August is a month that I usually hate. It’s too hot, the novelty of sleeping in till 10 is gone, and I’ve temporarily exhausted my ability to read for hours at a time. Add an eagerness for school to resume to that mix, and you can see why August is normally a bad month for me.
My junior year is looking a lot closer this side of July, and it's becoming increasingly obvious that summer vacation is now on a time limit. In some ways, this is similar to my days playing in chess tournaments as a middle schooler--a friend and I will be playing a nice, slow-paced game, thinking hard about our next moves, when suddenly a tall, graying man in a suit slaps a clock on your right side, reminding you that you don't have all day and that you better make the most of what you have left.
There is a reason they call it ‘the dog days of summer.’ It’s so hot here in Idaho, my neighbor began suffering from mild hallucinations that he was a border collie named Trixie who likes long walks on the beach and chasing the mailman.
The other day, I got a text from a school acquaintance asking after my fall schedule. I replied, and the inquirer made the discovery I think she wanted to find, namely that she and I would likely be in the same literature seminar. She was enthusiastic about the commonality because I think she had been worried about where to sit. Or more accurately, who to sit with.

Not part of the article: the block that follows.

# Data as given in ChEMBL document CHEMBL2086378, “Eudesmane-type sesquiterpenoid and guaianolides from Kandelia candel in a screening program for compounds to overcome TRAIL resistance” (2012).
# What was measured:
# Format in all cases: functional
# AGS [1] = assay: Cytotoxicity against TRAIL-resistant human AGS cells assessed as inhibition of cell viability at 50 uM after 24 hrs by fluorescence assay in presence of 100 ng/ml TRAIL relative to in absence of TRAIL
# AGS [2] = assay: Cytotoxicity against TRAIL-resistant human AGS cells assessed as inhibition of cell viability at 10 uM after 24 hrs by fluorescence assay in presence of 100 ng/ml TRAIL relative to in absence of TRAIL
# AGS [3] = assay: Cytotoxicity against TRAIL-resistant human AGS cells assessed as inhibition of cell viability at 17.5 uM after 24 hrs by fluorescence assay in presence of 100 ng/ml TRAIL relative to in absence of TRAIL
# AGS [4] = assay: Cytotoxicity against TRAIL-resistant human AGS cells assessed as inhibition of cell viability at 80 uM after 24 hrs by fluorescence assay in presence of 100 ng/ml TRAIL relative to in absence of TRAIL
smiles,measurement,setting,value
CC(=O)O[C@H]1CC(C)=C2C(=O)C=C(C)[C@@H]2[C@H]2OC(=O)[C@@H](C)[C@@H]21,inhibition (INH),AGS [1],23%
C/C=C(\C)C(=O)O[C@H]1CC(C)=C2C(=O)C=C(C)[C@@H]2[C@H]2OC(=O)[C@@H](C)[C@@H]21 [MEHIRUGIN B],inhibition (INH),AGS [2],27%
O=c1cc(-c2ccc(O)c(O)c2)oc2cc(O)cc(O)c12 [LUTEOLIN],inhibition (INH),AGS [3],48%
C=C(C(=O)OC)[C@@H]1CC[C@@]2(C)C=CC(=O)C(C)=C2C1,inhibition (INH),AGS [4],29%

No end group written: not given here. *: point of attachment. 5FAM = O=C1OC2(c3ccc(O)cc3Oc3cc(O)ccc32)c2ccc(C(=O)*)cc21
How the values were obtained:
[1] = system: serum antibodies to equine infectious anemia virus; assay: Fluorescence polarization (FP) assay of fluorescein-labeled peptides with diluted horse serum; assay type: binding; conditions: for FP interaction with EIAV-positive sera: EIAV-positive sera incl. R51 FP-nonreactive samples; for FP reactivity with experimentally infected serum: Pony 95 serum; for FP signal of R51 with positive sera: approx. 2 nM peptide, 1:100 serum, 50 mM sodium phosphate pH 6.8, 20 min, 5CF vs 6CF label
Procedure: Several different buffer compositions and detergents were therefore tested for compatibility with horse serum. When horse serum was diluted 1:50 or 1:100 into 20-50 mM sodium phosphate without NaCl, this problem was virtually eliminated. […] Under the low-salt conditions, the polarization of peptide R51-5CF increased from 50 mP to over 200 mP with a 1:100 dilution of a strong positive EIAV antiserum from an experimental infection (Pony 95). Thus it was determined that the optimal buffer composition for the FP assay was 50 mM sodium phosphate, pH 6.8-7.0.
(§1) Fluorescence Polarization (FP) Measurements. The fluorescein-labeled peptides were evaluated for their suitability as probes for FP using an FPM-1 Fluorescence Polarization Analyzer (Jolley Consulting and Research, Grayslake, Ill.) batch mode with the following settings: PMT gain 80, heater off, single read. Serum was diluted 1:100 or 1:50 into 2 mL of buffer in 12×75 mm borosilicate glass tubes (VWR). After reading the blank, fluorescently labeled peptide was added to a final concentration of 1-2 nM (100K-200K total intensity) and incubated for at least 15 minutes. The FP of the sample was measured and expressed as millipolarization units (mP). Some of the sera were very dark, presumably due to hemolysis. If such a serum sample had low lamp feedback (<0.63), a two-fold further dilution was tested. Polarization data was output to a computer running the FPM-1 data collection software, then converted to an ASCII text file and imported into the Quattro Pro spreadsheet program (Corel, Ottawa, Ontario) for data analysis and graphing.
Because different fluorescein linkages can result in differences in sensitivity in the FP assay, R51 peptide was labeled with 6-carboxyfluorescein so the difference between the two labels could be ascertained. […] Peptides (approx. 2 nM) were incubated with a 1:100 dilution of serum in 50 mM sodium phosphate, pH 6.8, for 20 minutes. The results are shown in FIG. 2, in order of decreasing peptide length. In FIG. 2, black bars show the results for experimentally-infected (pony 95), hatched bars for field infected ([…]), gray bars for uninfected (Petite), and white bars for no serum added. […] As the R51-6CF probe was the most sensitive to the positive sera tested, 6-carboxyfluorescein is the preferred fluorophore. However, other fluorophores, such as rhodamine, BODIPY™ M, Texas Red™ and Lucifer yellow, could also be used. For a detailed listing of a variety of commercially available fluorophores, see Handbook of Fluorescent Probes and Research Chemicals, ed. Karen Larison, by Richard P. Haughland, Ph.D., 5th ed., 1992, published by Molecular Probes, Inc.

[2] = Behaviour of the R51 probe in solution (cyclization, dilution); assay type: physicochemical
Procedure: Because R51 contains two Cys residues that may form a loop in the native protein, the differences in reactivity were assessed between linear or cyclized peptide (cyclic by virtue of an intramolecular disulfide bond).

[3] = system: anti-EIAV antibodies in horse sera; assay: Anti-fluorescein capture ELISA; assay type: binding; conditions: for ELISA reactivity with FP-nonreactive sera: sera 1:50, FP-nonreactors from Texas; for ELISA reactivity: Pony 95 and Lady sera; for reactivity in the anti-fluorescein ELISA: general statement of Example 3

The majority of my summer to date has not been spent on exciting trips to foreign lands, spontaneous adventures with a bunch of my closest friends, or even being as lazy as possible. I would absolutely love to do all of those things, of course, but the fact remains that life is a pretty expensive adventure by itself. It's the never ending cycle of financial responsibility--you need money to do stuff, and you must do stuff to get money.
I checked the weather for Caldwell the other day, and I have to say that I am glad to be kicking it in 80 degree weather in my home state of Oregon rather than in the triple digits. Luckily, the desert will be getting just about managable for a rainforest inhabitant like myself by the time school rolls around.
At first glance, McCall, Idaho seems like your average resort town; beautiful beaches, eclectic shops, and some of the best ice cream this side of the Mississippi River (unproven, but I’m pretty sure that’s accurate). But, as I learned while vacationing there last week, McCall might also be home to Idaho’s best kept secret. You see, below the glimmering surface of the lake lies something…mysterious, which has puzzled residents of the picturesque town for decades and had me embracing my inner Nancy Drew as I endeavored to discover the truth behind Sharlie, the monster of Payette Lake.